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Version: 14 May 2024

Running Your App (C-API)

Running Your App (C-API)

This section walks through environment setup and building and running C-API apps on the Application Simulator.

C/C++ Apps


The Application Simulator supports running programs on hosts which use the Magic Leap C SDK.

Magic Leap 2 (ML2) is built on Android (where standalone native graphical applications are not supported), this section assumes your goal is to start from an Android-style project which builds for device and adapt it for usage with the Application Simulator.

A key point is that Application Simulator only covers the C/C++ side of such projects; it does not support Java APIs. Thus, Android projects suitable for the Application Simulator should be native activities which invoke C/C++ logic in a shared library through the help of native_app_glue (see Android's Native Activity documentation for more information).

The Application Simulator can load a host build of this native library and invoke its android_main entry point. Any callbacks to JNI code either need to be stubbed out or replaced with the Application Simulator C APIs.


The permissions system in ml_zi_permissions.h should be used to make permission requests under the Application Simulator instead of their JNI equivalents on device.

Graphics Compatibility for C-API Apps

The following graphics APIs are compatible with the Magic Leap Application Simulator. You can use these with your Native/C++ applications.

Windows 10/11
macOS (Intel)
macOS (M1)

Application Simulator Environment Setup

Some of your environment variables have to be set in order to run your application with Application Simulator.

All of these steps may be performed by starting a command line prompt from the Magic Leap Hub, which you can open by pressing F8 or by clicking the terminal icon on the bottom left.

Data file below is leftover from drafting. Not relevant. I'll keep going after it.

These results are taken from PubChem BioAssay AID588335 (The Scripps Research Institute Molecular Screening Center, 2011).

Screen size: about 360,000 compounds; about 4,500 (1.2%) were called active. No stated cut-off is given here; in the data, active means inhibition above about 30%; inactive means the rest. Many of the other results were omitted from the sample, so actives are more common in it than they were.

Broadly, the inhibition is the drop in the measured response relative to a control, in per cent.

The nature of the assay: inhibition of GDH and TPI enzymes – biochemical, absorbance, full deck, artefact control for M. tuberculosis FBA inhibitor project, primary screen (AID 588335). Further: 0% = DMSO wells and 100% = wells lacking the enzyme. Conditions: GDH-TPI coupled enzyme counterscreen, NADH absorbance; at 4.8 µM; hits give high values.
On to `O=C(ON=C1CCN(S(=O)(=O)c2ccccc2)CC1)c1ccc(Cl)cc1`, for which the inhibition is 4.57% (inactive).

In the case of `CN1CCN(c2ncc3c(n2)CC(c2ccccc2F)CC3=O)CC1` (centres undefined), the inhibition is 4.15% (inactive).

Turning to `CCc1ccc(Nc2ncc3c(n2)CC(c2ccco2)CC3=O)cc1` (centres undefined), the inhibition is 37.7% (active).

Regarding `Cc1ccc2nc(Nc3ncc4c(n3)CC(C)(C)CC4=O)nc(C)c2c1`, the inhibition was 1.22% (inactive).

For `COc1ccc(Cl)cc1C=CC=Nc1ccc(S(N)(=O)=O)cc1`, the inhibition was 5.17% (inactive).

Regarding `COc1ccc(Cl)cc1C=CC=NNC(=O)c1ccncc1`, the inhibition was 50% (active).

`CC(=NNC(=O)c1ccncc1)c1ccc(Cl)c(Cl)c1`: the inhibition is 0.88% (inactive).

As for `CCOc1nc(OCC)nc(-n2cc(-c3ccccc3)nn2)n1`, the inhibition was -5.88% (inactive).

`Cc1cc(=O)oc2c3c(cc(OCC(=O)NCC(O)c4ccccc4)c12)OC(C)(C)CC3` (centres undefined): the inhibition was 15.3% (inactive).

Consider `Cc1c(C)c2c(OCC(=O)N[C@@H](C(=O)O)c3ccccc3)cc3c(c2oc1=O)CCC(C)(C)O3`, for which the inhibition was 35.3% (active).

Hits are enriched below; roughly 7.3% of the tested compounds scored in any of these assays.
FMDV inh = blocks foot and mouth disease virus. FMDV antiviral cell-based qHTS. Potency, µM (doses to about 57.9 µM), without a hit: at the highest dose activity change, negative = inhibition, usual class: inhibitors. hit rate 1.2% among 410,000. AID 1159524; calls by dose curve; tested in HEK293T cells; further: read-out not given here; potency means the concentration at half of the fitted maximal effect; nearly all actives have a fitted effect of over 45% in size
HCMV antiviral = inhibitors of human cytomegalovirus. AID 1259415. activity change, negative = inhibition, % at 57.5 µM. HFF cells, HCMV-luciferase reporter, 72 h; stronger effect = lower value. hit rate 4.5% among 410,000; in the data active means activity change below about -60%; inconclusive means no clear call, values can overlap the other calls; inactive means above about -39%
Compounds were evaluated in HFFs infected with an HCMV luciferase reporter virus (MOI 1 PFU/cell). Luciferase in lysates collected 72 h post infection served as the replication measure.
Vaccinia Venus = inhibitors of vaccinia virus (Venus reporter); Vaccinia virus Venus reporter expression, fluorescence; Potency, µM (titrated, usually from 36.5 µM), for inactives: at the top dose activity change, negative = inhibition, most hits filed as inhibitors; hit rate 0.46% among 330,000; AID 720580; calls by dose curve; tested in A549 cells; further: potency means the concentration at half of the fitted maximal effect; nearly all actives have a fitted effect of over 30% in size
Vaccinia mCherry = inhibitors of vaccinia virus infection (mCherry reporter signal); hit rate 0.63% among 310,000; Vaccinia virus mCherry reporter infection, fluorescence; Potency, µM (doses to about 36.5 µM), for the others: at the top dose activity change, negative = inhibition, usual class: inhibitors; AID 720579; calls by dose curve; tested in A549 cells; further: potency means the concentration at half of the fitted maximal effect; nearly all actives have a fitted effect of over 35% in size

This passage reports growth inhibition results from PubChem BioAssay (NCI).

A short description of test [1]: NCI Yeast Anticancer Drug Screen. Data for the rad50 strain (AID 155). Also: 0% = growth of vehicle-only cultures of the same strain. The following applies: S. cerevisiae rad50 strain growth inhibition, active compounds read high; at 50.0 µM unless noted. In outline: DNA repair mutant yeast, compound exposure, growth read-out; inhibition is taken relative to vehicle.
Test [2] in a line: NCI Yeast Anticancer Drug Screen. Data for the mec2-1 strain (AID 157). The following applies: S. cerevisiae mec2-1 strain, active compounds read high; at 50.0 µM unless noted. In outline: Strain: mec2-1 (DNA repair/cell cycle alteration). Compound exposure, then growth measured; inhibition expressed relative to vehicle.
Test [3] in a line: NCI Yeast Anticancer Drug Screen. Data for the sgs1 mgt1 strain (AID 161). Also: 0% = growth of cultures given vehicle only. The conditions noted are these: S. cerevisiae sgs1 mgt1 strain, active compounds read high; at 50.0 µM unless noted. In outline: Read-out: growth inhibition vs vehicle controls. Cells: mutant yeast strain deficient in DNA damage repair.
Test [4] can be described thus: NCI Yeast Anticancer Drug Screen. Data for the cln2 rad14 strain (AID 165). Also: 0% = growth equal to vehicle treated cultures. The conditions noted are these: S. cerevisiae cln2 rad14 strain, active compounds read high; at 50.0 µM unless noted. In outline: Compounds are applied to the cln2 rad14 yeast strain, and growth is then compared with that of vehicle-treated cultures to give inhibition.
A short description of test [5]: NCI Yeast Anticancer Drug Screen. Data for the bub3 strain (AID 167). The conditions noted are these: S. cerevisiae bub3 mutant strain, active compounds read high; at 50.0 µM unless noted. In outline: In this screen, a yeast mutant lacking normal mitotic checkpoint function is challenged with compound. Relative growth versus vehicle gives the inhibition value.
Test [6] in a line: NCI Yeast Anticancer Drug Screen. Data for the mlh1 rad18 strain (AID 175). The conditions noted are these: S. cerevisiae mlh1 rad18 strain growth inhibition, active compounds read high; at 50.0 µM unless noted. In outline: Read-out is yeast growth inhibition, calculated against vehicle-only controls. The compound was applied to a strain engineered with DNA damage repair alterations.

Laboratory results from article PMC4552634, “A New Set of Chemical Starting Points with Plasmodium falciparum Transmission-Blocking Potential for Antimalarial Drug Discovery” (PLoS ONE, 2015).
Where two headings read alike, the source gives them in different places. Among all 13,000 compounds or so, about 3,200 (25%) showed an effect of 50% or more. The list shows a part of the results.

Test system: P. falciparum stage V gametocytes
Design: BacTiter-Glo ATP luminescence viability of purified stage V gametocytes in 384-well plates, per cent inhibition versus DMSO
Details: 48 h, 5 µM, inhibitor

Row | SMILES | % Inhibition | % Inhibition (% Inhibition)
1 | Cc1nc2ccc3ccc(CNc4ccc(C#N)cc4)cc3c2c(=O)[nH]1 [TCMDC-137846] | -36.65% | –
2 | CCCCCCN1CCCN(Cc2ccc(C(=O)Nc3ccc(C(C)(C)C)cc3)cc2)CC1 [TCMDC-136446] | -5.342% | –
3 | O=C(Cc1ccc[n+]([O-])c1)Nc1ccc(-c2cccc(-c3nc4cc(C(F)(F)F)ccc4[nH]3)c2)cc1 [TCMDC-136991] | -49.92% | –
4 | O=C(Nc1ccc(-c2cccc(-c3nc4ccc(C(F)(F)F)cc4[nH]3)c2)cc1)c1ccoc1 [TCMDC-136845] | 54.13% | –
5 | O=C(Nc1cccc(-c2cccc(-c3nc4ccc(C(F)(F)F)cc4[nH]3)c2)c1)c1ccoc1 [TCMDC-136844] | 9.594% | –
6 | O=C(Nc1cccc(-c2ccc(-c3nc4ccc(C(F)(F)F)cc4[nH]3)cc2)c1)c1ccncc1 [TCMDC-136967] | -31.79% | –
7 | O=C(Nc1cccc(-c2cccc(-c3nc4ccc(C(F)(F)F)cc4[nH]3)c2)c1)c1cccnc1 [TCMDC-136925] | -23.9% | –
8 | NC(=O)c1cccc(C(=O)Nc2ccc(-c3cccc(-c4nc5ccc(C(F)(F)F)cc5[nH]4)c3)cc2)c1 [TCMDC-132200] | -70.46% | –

To open a terminal with a command line prompt from the Magic Leap Hub, do the following:

  1. Open the Magic Leap Hub.

  2. Open the sidebar menu on the left.

    Magic Leap Hub Sidebar Menu

  3. Click the command line icon at the bottom to instantly open a terminal window.

    Command Line Icon

For advanced users - Manual steps to set up a command line interface for Application Simulator development are to run the following scripts:

source $USER/MagicLeap/mlsdk/<your-os-version>/
source $USER/MagicLeap/tools/zi/<latest-app-sim-version>/

Building C API Apps


Reference the C-API Building Guide for more building instructions to supplement the information below.

An Android app is built for device using gradlew, which (for our purposes) can be split into "native build" and "Android build" parts. The Application Simulator only requires the “native build” parts.

Typically, Android projects contain an app/build.gradle file which contains an "externalNativeBuild { cmake { … } }" section that targets app/src/main/cpp/CMakeLists.txt. The Application Simulator can share the cmake project used to build the native activity code, if the same is built as a shared library for the host.

The C-API samples ship with a script that automates the building of the shared library. The build process places the shared library, the manifest, and the assets into sample specific folders within the out/samples_host_samples folder of the root samples directory.

All samples can be built for the host using python3 --build host on the terminal. If you want to build just one sample, use python3 --build host --project <project_name>.

For example, the shared library and the assets for the controller sample can be found under: <path_to_samples>/out/sdk_host_samples/com.magicleap.capi.sample.controller.

The next section covers launching the shared library.

Launching C API Apps

Now let's launch the app you built in the previous sections.

  1. Launch ZILauncher by specifying the full path to the shared library from Building for Application Simulator.
ZILauncher /path/to/shared_lib
  1. The running Application Simulator instance in the Magic Leap Hub (ML Hub) should report ZILauncher as connected. Then the app rendered frames should be visible in the Device View if you are running a Simulator target or in the headset if you are running a Device target.